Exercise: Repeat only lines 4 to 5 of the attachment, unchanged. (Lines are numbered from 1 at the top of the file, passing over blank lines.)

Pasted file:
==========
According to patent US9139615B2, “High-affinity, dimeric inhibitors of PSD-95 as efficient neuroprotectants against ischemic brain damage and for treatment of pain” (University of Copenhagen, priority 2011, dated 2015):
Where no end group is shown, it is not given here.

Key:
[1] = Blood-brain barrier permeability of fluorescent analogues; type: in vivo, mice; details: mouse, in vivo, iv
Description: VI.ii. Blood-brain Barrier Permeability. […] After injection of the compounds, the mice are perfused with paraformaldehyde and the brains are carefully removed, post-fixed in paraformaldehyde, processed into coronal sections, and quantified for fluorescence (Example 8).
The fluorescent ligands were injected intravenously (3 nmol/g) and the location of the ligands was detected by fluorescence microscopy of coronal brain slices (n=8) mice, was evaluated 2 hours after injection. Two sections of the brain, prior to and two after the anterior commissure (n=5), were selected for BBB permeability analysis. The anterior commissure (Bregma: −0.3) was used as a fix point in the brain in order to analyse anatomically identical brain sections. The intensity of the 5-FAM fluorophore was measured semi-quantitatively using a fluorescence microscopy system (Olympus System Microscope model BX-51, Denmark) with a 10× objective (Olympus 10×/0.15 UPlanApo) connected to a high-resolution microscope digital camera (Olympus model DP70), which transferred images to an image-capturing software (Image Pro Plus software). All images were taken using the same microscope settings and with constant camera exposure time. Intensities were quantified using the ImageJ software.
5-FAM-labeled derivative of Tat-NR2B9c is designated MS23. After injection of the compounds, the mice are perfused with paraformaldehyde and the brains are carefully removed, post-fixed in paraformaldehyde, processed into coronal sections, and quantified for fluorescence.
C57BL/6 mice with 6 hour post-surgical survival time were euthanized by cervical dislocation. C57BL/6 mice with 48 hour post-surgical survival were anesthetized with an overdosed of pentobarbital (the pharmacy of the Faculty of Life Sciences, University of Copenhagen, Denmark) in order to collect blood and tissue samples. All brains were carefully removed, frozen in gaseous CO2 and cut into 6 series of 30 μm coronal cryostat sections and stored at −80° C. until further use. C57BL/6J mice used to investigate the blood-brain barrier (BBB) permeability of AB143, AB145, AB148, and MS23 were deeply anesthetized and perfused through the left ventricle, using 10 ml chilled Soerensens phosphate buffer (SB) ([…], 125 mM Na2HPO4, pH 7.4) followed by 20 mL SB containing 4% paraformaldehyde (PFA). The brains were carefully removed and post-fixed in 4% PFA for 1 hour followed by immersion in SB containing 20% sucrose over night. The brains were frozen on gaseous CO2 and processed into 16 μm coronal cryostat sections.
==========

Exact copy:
[1] = Blood-brain barrier permeability of fluorescent analogues; type: in vivo, mice; details: mouse, in vivo, iv
Description: VI.ii. Blood-brain Barrier Permeability. […] After injection of the compounds, the mice are perfused with paraformaldehyde and the brains are carefully removed, post-fixed in paraformaldehyde, processed into coronal sections, and quantified for fluorescence (Example 8).